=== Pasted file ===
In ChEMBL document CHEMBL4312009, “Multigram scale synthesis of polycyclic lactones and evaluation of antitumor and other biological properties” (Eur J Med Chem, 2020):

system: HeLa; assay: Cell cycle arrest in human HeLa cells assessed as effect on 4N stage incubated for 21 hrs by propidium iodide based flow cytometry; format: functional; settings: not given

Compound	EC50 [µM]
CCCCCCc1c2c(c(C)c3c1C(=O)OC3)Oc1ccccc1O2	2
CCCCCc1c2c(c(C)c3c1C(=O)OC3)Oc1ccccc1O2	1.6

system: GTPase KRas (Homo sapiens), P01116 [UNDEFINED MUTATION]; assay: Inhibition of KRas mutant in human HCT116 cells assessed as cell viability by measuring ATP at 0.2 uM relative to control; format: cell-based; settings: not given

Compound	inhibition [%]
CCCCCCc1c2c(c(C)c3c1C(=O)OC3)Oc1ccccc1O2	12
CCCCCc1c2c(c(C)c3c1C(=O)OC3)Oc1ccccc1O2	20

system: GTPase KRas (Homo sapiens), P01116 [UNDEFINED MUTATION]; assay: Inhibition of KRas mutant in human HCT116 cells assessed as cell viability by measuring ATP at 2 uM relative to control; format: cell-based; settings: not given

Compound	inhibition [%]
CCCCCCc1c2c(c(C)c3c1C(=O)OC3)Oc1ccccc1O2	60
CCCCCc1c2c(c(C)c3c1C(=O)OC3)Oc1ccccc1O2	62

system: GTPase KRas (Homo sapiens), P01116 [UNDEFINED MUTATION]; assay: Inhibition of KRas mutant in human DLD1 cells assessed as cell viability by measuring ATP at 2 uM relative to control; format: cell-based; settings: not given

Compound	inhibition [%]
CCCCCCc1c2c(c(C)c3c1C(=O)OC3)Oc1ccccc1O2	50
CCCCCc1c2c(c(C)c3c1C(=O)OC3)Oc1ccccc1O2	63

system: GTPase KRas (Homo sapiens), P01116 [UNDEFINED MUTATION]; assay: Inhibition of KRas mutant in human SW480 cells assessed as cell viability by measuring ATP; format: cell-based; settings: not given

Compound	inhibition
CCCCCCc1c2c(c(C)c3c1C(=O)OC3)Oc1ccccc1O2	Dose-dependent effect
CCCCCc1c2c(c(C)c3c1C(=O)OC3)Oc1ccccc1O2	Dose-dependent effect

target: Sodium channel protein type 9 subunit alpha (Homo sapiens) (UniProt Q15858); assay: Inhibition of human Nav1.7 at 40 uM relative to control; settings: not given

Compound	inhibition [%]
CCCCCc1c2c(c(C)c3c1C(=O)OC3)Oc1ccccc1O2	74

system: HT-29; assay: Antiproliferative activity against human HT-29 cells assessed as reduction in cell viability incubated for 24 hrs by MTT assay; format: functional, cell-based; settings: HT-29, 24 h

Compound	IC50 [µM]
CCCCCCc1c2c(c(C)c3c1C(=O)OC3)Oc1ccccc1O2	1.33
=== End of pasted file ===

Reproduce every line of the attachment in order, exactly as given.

In ChEMBL document CHEMBL4312009, “Multigram scale synthesis of polycyclic lactones and evaluation of antitumor and other biological properties” (Eur J Med Chem, 2020):

system: HeLa; assay: Cell cycle arrest in human HeLa cells assessed as effect on 4N stage incubated for 21 hrs by propidium iodide based flow cytometry; format: functional; settings: not given

Compound	EC50 [µM]
CCCCCCc1c2c(c(C)c3c1C(=O)OC3)Oc1ccccc1O2	2
CCCCCc1c2c(c(C)c3c1C(=O)OC3)Oc1ccccc1O2	1.6

system: GTPase KRas (Homo sapiens), P01116 [UNDEFINED MUTATION]; assay: Inhibition of KRas mutant in human HCT116 cells assessed as cell viability by measuring ATP at 0.2 uM relative to control; format: cell-based; settings: not given

Compound	inhibition [%]
CCCCCCc1c2c(c(C)c3c1C(=O)OC3)Oc1ccccc1O2	12
CCCCCc1c2c(c(C)c3c1C(=O)OC3)Oc1ccccc1O2	20

system: GTPase KRas (Homo sapiens), P01116 [UNDEFINED MUTATION]; assay: Inhibition of KRas mutant in human HCT116 cells assessed as cell viability by measuring ATP at 2 uM relative to control; format: cell-based; settings: not given

Compound	inhibition [%]
CCCCCCc1c2c(c(C)c3c1C(=O)OC3)Oc1ccccc1O2	60
CCCCCc1c2c(c(C)c3c1C(=O)OC3)Oc1ccccc1O2	62

system: GTPase KRas (Homo sapiens), P01116 [UNDEFINED MUTATION]; assay: Inhibition of KRas mutant in human DLD1 cells assessed as cell viability by measuring ATP at 2 uM relative to control; format: cell-based; settings: not given

Compound	inhibition [%]
CCCCCCc1c2c(c(C)c3c1C(=O)OC3)Oc1ccccc1O2	50
CCCCCc1c2c(c(C)c3c1C(=O)OC3)Oc1ccccc1O2	63

system: GTPase KRas (Homo sapiens), P01116 [UNDEFINED MUTATION]; assay: Inhibition of KRas mutant in human SW480 cells assessed as cell viability by measuring ATP; format: cell-based; settings: not given

Compound	inhibition
CCCCCCc1c2c(c(C)c3c1C(=O)OC3)Oc1ccccc1O2	Dose-dependent effect
CCCCCc1c2c(c(C)c3c1C(=O)OC3)Oc1ccccc1O2	Dose-dependent effect

target: Sodium channel protein type 9 subunit alpha (Homo sapiens) (UniProt Q15858); assay: Inhibition of human Nav1.7 at 40 uM relative to control; settings: not given

Compound	inhibition [%]
CCCCCc1c2c(c(C)c3c1C(=O)OC3)Oc1ccccc1O2	74

system: HT-29; assay: Antiproliferative activity against human HT-29 cells assessed as reduction in cell viability incubated for 24 hrs by MTT assay; format: functional, cell-based; settings: HT-29, 24 h

Compound	IC50 [µM]
CCCCCCc1c2c(c(C)c3c1C(=O)OC3)Oc1ccccc1O2	1.33